THE POLITICAL ECONOMY OF EUROPE’S DEBT CRISIS:
INTERNAL AND EXTERNAL IMPLICATIONS
|Sotiris Serbos, Lecturer in International Politics, Democritus cceia of Thrace, Greece|
During the 21st century, Europe’s environment has become more complex compared to past decades. The enlarged EU-27 is characterized by increased diversity. Enlargement has created a conflict between the complexity of the process and the disproportionately loose political framework at EU level to see this task through in an efficient manner. The insufficient level of integration amongst existing members places also emphasis on its political, social and cultural aspects and not simply the economic. The second related issue is the pre-existing democratic deficit in the decision making process in Brussels that has been the other major source of opposition to the EU’s Constitutional Treaty. The way this issue relates to the enlargement process stems from the implication that the latter would impose additional difficulties for the creation of a European society of citizens and finally a common European political culture that all together might be taken to constitute operational pre-requisites for the convergence of the complex socio-economic and political processes that are in store.
In light of the above, Europe’s common historical past has been coloured with different political, social and economic courses leading to development, including differentiated -as the case may be- European preferences and relevant strategies. In such a geography, where the traditional ‘balance of power’ approach has shifted, the difficulties encountered for searching common grounds on co-administrating European integration’s vested interests, have worryingly increased. Regarding social perceptions, Europe’s approach through individual or even collective citizens’ subconscious –with the emphasis placed on younger generations- is by no means associated with post-war realities and the Cold War era. In addition, the unquestioned fact that the fluidity of the ongoing economic crisis introduces elements of geopolitical uncertainty, further indicates the necessity for adopting revised policies between the power centers of a diverging multipolar world.
For Europe, the key issue is how to manage suffering part of its global power. Turning from G-8 to G-20 and with Asia serving as the world’s economic centre, larger capital inflows will come from developing countries to Europe rather than the other way around. For the EU, it is of utmost importance to resolve the issue of highly indebted countries, a product of Europe’s incomplete currency zone which allowed severe macroeconomic imbalances between its member-states and consequent divisions over creditor and debtor economies (instead of indebted state entities/citizens). In the policy-making arena, decisions taken will define its ability to act at the international stage. Inside the EU its dynamic is shrinking. It is actually shrinking towards Germany which holds the upper hand in the Franco-German axis, while re-positioning itself in the struggle of maintaining core national interests before moving to the next step of ‘Europe’s journey’.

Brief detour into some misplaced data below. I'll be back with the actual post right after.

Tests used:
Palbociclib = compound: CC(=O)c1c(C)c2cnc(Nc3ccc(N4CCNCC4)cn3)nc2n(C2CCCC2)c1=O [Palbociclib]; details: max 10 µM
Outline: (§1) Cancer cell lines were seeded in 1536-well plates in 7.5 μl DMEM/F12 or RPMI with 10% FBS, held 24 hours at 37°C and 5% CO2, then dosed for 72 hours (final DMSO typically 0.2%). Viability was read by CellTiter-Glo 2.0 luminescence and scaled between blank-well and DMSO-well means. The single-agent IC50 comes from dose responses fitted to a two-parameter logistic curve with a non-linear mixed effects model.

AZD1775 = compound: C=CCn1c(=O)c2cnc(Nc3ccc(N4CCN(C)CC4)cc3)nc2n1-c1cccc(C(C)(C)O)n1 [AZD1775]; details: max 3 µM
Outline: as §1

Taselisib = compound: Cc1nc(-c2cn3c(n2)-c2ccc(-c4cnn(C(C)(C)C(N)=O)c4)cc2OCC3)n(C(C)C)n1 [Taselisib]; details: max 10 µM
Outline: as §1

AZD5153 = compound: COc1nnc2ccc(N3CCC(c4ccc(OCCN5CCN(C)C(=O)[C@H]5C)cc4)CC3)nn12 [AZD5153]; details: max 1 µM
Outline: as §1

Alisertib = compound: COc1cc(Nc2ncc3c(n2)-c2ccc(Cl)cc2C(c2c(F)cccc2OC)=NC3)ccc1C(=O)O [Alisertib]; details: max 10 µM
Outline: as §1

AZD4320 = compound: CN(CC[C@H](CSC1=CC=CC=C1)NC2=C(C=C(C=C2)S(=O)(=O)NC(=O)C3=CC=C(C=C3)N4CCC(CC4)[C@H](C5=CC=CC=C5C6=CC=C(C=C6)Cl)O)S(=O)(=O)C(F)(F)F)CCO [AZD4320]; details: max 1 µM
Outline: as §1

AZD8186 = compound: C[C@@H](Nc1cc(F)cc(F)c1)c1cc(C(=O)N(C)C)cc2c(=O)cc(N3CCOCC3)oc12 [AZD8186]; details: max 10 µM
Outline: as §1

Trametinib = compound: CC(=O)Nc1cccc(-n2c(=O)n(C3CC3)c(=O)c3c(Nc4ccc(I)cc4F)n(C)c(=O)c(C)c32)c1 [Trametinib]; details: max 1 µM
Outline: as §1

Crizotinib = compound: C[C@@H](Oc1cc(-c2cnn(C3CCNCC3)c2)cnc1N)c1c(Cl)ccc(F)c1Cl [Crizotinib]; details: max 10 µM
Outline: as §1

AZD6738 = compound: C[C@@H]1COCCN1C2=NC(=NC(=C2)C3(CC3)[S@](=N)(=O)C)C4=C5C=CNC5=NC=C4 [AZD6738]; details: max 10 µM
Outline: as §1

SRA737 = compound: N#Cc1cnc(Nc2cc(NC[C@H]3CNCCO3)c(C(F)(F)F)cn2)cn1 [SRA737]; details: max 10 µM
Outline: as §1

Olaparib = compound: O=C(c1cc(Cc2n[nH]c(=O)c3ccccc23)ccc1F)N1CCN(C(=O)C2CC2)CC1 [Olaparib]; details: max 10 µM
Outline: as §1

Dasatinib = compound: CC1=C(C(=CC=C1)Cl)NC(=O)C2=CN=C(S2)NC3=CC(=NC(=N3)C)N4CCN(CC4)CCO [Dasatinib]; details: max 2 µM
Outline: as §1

Pooling sovereignty and establishing common rule-based responses build up mutual defences against common threats while spreading the benefits of stability and prosperity. In this respect, a balanced political consensus across Europe has to come forward, before a more serious deepening of the current crisis evolves or policy instruments run out. On the other hand, the issue of more Europe through greater integration is too large a project to be undertaken without broader public and social consent. This is especially the case for the political systems of EU’s creditor countries, which have traditionally incorporated social consensus throughout the decision-making process. Achieving social consensus to rescue the Eurozone, conflicts with Europe’s inherent democratic deficit. The latter fully unveils itself in the case of elites’ struggle to rescue the banking system while at the same time avoiding delivering a message of truth to their citizens; the striking reality that EU creditor-debtor economies are partners-in-debt by courtesy of European banks.
The issue of European policy coordination is a difficult equation to be resolved in a short period of time. For more than a decade, strong vested interests that shape current economic growth models have been developed within both debtor and creditor countries. Germany places itself with neither the political willingness nor the economic and financial capabilities to adopt the leading role, towards recovery and sovereign debt management at EU level. Instead, it prefers the one of a free rider. The unfinished business is put on hold until an agreement has been reached on how the burden will be shared between creditor and debtor economies, while all together bail out the European banks. The common denominator will be the one that serves a direction where both Germany and the EU will meet in an efficient manner. Germany will push forward the unfinished construction of the European project so as to address EU’s institutional shortcomings and guarantee its structural pitfalls, only through policy paths more compatible with its national interests.